The third chapter of Ecclesiastes calls us to submit to the authority of God. Our journey is not about gaining understanding apart from faith, but trusting in God and participating in His purpose.

Following a redemptive turn in Chapter 2, Ecclesiastes 3 is a turning point in Solomon’s discussion on meaning and understanding in the world. It starts with a poem that succinctly presents the appropriateness of all things under God’s sovereign design. The chapter moves on to talk about man’s response to God’s eternal mysteries. Solomon talks about what mankind does and does not comprehend.

Interweaving all of these considerations together, Solomon lets us in on the reason for the vaporous nature of existence. Solomon concludes that God has made humans with the desire to comprehend the inner workings of eternity, but He has not given us the capacity to do so on our own, again pointing out the limitations of our reason. It is our choice how to respond to these limitations of reason/experience—through trusting in God or through futility and despair. The proper response is to rejoice and have a glad disposition because God is God and our hope is in Him. Even within mundane endeavors, these vaporous realities can lead us to faith and lay the foundation for enjoyment and fulfillment in life.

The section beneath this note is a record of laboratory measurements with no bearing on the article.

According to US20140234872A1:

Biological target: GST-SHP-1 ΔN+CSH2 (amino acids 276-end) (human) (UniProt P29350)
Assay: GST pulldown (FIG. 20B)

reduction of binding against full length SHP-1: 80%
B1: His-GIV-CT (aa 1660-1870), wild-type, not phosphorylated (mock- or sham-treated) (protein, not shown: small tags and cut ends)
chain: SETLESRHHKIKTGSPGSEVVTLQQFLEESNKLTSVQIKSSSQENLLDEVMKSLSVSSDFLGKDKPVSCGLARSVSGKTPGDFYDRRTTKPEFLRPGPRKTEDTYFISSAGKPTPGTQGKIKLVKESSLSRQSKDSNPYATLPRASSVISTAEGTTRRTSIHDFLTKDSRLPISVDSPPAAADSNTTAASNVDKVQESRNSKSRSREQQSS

Ecclesiastes 3:1-8

Solomon’s poem about the paradoxes of life shows God’s timing and sovereignty in all things. It invites us into a perspective of balance and trust in the Lord of All.

Ecclesiastes 3:9-13

When we treat the opportunities of life as a gift from God, we can enjoy all we do. Without faith, life is nothing but frustration.

Ecclesiastes 3:14-17

Solomon declares the cycles of time and circumstance are God’s sovereign handiwork. Since man cannot fully fathom the mysteries of God and because His judgment is coming, we ought to fear Him.

Ecclesiastes 3:18-22

Humans and beasts both return to dust. So how is it we are any better off than the animals? Our purpose and contentment come from accepting reality and trusting in God.